Step 3: Narrow your topic

Likely even after you've selected a topic, more work needs to be done. This work comes in the form of further narrowing down your broad topic. Also in many cases, once you begin your research you'll find the need to narrow your topic even further to either accommodate the sources you've collected or to provide a better angle or perspective on your posed topic. Some interesting ways to narrow your topic include:

Apply the 5 W's, who, what, when, where, and why.

These simple but comprehensive questions can quickly take a broad topic such as 'stressful occupations', and turn it into a very workable research topic.
For instance, using the above topic, you may ask 'Who has a stressful occupation?' or 'What are stressful occupations?' As you continue in this manner you will see that the more questions you ask the more narrow your topic becomes. So after applying these questions to the above topic you can now focus on a specific group of people that tend to have stressful jobs or certain fields that are stressful and why. Another good idea would be to refine the research topic by combining two or more of W terms provided.
Example: A more refined research topic using both who and what would be;
The personality patterns of deployed military personnel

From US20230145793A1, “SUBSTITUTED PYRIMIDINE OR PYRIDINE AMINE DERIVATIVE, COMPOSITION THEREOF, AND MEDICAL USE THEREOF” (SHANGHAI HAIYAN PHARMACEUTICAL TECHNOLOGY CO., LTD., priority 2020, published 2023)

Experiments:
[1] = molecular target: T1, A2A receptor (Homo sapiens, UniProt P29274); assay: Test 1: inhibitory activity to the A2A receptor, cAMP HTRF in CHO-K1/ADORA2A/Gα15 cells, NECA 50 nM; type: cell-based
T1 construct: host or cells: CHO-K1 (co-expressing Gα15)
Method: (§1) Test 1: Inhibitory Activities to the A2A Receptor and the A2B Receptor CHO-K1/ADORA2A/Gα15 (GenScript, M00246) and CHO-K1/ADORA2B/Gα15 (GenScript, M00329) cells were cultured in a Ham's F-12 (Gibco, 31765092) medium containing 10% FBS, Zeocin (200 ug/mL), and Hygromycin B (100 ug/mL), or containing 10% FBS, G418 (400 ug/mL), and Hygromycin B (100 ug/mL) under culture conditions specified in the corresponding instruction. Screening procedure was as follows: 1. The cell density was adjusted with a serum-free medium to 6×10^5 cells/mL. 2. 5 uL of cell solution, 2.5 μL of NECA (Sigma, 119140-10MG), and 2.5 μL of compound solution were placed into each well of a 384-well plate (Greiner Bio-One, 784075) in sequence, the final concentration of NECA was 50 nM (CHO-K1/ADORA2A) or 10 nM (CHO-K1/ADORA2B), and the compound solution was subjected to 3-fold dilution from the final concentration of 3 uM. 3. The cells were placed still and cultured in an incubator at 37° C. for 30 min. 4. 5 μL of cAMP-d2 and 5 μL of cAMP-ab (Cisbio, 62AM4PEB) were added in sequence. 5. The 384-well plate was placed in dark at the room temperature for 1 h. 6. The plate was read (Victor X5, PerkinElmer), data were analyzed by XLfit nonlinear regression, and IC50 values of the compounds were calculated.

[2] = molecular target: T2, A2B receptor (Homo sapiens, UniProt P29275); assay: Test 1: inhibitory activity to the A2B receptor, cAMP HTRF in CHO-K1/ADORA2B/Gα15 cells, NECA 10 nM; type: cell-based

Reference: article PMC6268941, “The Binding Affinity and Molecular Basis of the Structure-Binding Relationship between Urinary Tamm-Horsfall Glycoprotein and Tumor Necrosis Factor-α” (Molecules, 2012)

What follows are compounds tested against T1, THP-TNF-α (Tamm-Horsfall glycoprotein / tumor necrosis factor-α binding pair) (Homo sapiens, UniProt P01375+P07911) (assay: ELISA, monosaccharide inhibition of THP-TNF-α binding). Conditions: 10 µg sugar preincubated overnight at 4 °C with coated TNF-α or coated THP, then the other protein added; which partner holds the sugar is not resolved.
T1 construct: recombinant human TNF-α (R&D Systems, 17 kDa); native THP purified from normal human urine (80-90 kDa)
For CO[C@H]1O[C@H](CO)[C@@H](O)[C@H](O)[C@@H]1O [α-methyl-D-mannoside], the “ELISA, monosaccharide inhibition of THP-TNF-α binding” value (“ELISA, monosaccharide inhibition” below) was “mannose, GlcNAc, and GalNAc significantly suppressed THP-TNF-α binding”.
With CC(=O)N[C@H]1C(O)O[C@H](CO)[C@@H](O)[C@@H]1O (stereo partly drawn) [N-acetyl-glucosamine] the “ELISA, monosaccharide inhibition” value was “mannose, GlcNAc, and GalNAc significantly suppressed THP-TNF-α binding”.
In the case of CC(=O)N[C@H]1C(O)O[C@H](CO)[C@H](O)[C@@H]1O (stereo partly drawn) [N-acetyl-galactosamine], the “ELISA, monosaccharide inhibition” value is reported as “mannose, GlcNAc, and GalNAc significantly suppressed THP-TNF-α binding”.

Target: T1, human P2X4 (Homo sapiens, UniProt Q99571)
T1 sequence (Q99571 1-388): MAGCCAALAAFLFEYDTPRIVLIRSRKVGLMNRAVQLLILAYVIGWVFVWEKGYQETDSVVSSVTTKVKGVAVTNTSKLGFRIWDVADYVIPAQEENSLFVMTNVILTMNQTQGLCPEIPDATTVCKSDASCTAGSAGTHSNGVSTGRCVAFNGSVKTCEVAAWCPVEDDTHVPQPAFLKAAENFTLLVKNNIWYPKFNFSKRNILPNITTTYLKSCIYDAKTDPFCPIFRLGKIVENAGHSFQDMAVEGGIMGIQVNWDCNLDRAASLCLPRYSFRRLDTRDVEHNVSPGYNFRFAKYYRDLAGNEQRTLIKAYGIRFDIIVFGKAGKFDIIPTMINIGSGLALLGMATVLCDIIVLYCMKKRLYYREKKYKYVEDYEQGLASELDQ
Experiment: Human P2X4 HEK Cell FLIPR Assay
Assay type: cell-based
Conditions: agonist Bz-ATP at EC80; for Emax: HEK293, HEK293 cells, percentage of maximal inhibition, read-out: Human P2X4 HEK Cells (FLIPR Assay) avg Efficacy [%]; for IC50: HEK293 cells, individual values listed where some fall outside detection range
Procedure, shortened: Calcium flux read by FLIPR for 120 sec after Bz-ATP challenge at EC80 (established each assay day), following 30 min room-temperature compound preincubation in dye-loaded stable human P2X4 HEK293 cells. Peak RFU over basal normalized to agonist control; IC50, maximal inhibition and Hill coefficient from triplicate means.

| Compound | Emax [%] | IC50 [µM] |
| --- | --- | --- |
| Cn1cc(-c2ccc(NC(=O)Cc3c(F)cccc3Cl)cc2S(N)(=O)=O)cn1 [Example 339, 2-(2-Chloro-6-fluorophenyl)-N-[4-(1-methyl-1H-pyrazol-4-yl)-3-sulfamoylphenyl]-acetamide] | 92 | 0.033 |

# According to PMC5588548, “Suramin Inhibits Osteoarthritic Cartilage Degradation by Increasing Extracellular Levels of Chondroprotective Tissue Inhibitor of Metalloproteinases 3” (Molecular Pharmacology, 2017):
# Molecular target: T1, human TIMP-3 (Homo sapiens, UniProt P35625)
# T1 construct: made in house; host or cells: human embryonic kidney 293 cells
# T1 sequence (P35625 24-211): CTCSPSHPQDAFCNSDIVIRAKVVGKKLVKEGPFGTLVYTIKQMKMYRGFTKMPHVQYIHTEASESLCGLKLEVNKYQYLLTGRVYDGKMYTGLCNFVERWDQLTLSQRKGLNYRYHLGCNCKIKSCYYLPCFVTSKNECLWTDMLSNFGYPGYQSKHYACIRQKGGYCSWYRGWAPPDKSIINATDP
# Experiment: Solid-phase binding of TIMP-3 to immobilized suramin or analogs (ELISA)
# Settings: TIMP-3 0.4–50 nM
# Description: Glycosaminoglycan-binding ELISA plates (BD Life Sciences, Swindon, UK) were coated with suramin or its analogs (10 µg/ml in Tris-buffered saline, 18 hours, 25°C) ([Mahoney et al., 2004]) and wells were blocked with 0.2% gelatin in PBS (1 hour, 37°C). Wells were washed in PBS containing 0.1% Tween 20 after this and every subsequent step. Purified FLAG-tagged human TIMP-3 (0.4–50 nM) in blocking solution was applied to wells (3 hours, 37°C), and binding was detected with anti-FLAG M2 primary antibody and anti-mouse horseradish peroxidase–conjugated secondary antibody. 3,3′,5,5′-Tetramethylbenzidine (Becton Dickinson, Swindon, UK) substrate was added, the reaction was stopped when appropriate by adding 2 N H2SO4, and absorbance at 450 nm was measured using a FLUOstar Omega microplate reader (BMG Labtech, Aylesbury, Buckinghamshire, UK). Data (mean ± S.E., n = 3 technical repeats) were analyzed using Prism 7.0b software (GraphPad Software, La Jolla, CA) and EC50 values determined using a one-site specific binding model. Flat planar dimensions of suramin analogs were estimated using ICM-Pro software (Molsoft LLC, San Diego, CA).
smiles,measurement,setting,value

With this example, we took the 'what' question and honed in on a specific stressful occupation such as being deployed for the military. And then we took the 'who' question and focused on finding out exactly what type of people generally take on this stressful job as a deployed military employee.

Think of a specific discipline's approach to the topic; which may not be your own.

Even if you are not in business or psychology fields you may decide to approach your topic from the angle of a business major or psychologist. Therefore using the above example, 'thinking like a psychologist' you may decide to analyze the psychological effects of experiencing 'burnout' for example. Additionally as a business major you may look at the salaries of different stressful jobs, their position and status as compared to other occupations and what specific aspects, from a business perspective, make those jobs stressful.

Perform light research on the topic that you've selected to gain more information on any subcategories or interesting focal points.

Light research in this area can be comprised of simple internet searches, questioning professionals, or browsing through trade-specific publications. Again using the stressful occupation example, this can be done by simply typing those words into a search engine and reading a few articles about stressful occupations. By doing this you may come across some specific concepts or ideas on the topic that will work well for a research project.

The research question

Your preliminary research steps should end with identifying a suitable research question. Each research project should have a research question and an answer to that question (which is your thesis statement). Formulating a research question is as simple as adding some of the 5 W's (along with 'how') to your refined topic. For instance, a research question could be What are some of the distinct personality patterns of deployed military personnel? or How are military personnel unified in their personality traits?
This last component of formulating a question will lead you to the research phase of your project; which is identifying a suitable research strategy and obtaining the sources needed to cover your topic.